Photo manipulation is often needed in marketing in order to make sure the product or service is presented in the best possible light. It is also used to create compelling scenes that only exist in the mind of the owner who wants to tell a visual story about their business.
Sometimes, the manipulation is as simple as adding a missing employee into a group shot or taking scratches & dust out of an old photo. But it can also be as complicated as dropping the background out of an image and inserting a totally different scene (as in the car/sunset image above). Or as fun as turning an ordinary photo into a watercolor-type greeting card.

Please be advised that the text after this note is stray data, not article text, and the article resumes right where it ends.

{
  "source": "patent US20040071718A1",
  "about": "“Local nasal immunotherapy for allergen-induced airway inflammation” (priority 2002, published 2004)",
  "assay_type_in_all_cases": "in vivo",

While the ability to manipulate pixels has advanced tremendously in the past few years, it also creates a skepticism that what we see is not really the truth of the matter. To be clear, we do not modify/manipulate an image in order to mislead the viewer; instead, we seek to combine images to create a concept (as in the apple ads above) or to improve images in a way that features the product without distracting elements (as in the SlingShot image above).